Holding their ground

While the Ravens struggle in other areas, their proud run defense refuses to yield

Ravens Weekend

November 23, 2007|By Don Markus | Don Markus,Sun Reporter

As a season with more excuses than execution continues to unravel for the Ravens, the final vestige of last season's 13-3 team remains. The dog days of December are fast approaching, and whatever hope of salvaging the season in the final six games depends largely on whether the Ravens can keep stopping the run.

It seems to be the only resemblance to what was once a ferocious, fear-provoking defense.

"We're just trying to hang onto what we can," nose tackle Kelly Gregg said Wednesday after practice in Owings Mills.

A week after Jamal Lewis threatened to become the first opposing running back to gain at least 100 yards at M&T Bank Stadium since 2005 -- Lewis had 92 against his former team in a 33-30 overtime victory for the Cleveland Browns -- the challenge for the Ravens on Sunday could be even more formidable.

Though not nearly as electrifying this season as he was as the league's Most Valuable Player a year ago, LaDainian Tomlinson of the San Diego Chargers certainly will present the type of moving, darting target that the Ravens, regardless of their 4-6 record and dimming playoff chances, seem to revel in trying to bring down.

"We know San Diego is going to run it and they know we're going to try to stop the run," Ravens defensive coordinator Rex Ryan said. "It sounds like a collision. ... This is going to be the best test so far this year facing Tomlinson. We don't care. Bring it on. Give it to him 40 times and see what happens."

The battle lines between these two disappointing teams -- the Chargers, a league-best 14-2 last season, are 5-5 going into Sunday's game at Qualcomm Stadium -- could evolve in other areas, but the most intriguing matchup features one of the game's most recognizable players and one of the league's most faceless defensive lines.

Everyone knows about Ray Lewis, but how many outside Baltimore know about Gregg, an undrafted free agent out of Oklahoma in 2000 who has more tackles than any other interior lineman since 2000? Everyone knows about Ed Reed, but how many outside Ravens Nation know about Haloti Ngata?

Ngata enjoys the anonymity and says he might be more effective because of it.

"As long as people don't know me, that's better," said Ngata, who was the 12th overall pick in the 2006 draft. "I don't want people to think that I'm a great run-stopper. I just want to be kind of hidden so that when the time comes, I can stop the run. We're just there to help out the linebackers and stop the run and rush the passer."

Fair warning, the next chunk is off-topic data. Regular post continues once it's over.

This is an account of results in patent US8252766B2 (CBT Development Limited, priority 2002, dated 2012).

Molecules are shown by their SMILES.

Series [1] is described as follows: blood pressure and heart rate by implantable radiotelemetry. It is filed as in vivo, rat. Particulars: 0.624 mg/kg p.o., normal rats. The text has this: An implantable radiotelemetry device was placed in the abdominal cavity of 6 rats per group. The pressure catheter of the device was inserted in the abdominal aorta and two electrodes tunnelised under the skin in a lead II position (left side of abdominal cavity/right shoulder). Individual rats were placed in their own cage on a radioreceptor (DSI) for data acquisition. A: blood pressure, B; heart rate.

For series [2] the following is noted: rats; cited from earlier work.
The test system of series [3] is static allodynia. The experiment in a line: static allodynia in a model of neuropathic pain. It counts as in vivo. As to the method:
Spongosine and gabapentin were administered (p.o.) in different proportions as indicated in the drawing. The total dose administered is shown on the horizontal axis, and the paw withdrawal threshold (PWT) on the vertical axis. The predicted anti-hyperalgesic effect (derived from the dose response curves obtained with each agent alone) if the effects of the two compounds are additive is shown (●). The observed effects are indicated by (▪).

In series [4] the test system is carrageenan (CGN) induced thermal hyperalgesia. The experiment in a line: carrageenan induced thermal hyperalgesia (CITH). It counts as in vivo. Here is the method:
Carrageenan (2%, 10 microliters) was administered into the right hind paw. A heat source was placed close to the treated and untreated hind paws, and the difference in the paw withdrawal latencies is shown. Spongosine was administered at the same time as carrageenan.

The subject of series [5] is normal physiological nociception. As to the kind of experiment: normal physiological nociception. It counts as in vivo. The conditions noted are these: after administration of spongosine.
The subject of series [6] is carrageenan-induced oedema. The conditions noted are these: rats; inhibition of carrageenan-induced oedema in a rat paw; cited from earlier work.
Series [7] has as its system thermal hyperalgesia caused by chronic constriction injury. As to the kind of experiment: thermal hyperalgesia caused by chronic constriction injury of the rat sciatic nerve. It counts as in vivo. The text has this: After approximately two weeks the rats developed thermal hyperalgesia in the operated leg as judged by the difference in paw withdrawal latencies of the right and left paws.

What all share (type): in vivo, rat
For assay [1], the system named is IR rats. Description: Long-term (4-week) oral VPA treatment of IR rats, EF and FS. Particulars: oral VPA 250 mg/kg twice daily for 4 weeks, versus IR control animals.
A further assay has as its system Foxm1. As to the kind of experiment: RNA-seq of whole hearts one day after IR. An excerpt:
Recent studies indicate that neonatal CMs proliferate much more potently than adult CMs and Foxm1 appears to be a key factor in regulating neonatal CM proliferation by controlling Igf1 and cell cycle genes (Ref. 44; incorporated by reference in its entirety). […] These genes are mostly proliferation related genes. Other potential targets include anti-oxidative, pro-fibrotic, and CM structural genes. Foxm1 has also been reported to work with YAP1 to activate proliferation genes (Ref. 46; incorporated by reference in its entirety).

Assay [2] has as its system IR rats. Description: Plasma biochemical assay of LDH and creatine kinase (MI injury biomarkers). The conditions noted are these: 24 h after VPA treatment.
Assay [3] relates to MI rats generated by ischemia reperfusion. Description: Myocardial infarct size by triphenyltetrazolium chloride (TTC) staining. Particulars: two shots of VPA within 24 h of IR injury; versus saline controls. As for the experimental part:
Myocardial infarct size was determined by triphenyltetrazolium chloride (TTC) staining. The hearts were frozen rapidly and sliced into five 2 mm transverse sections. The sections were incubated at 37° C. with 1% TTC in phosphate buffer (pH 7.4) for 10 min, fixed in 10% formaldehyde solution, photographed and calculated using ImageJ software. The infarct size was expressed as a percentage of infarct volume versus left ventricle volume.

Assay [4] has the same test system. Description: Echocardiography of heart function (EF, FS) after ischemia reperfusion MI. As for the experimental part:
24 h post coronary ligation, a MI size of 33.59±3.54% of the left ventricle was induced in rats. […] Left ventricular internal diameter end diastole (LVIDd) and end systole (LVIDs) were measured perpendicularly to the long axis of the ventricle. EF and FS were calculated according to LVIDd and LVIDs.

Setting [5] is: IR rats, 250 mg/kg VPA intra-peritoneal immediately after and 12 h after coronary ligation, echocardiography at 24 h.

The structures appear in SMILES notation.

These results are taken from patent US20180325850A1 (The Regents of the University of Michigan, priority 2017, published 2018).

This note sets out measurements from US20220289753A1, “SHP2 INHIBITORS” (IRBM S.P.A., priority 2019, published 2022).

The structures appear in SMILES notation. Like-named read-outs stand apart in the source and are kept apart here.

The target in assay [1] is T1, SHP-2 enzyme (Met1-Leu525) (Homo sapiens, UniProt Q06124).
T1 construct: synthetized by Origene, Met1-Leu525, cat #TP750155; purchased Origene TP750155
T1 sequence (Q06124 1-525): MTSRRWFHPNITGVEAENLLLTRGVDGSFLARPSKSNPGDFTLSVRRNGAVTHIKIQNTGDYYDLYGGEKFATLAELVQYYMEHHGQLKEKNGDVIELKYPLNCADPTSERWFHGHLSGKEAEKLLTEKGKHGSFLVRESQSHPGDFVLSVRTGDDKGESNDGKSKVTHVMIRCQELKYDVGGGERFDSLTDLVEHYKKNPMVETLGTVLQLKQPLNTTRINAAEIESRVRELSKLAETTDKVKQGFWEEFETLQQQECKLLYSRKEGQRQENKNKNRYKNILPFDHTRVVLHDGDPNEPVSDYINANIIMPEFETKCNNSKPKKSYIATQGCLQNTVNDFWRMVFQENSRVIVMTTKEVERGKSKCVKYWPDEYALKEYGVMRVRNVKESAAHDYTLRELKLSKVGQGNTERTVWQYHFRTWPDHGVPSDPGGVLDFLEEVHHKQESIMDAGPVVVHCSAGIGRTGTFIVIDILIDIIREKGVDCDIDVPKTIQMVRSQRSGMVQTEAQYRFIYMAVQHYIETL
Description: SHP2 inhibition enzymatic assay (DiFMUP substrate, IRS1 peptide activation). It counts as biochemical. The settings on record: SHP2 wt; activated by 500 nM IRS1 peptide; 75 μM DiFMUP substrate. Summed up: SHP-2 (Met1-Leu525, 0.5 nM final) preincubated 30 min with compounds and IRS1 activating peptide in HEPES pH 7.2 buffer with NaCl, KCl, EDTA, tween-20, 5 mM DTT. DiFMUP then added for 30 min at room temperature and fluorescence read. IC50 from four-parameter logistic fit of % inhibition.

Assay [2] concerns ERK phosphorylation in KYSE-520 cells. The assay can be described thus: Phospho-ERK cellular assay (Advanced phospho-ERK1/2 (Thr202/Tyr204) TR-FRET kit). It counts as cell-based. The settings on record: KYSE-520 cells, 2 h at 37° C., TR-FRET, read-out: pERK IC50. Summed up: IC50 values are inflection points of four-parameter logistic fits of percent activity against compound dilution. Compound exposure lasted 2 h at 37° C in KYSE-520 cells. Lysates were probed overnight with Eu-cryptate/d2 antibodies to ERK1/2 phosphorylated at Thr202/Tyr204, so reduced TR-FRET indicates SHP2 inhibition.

Anonymous bunch

While Lewis remains the lightning rod of a defense ranked sixth overall in the league, and Reed has become its most spectacular playmaker, it is the job that these rather anonymous foot soldiers -- a platoon that also includes Dwan Edwards and Justin Bannan -- have done in the trenches that also have helped keep the Ravens competitive, if not quite dominant, on defense.

The job became a little tougher this week when four-time Pro Bowl player Trevor Pryce, who missed five games earlier this season with a broken left wrist, was put on injured reserve after tearing a pectoral muscle against the Browns. Edwards will continue to start.

"We've had a lot of guys who have been hurt -- it seems like we can't catch a break -- but we don't like to have people come in and have big offensive days on us," Gregg said. "We take it personally."

CBS analyst Solomon Wilcots, a former defensive back with the Cincinnati Bengals, said that this season's defense, even in light of the injuries to Pryce and cornerback Chris McAlister, can be every bit as dominating as those from the recent past -- especially against the run.

"When they step on the field, they're just as hungry and as voracious as they've always been," Wilcots said. "They still intimidate the opponent as they always have and teams still find it hard to run the ball on them, and every team comes wanting to run the ball because that's how you dictate tempo."

Ravens linebacker Bart Scott said that it takes a different type of defensive lineman to be effective in Ryan's system, one that has evolved into a hybrid of the 3-4 used by Mike Nolan and the 4-3 used by Marvin Lewis when they coordinated the team's defense.

"A lot of teams have a defense where everyone runs straight to a gap like a robot. We play off of each other," Scott said. "A lot of `D' linemen around the league couldn't play for our team because they want to spike the gap and make the tackle themselves. These guys are sacrificing their body and their stats for the betterment of the team."

Ryan said the Ravens have consistently been among the best at stopping the run because of technique as much if not more than talent and size. Ryan and defensive line coach Clarence Brooks emphasize tackling with a player's shoulder pads low and squared over his knees to get proper leverage, as opposed to fancy moves and high-flying athleticism.

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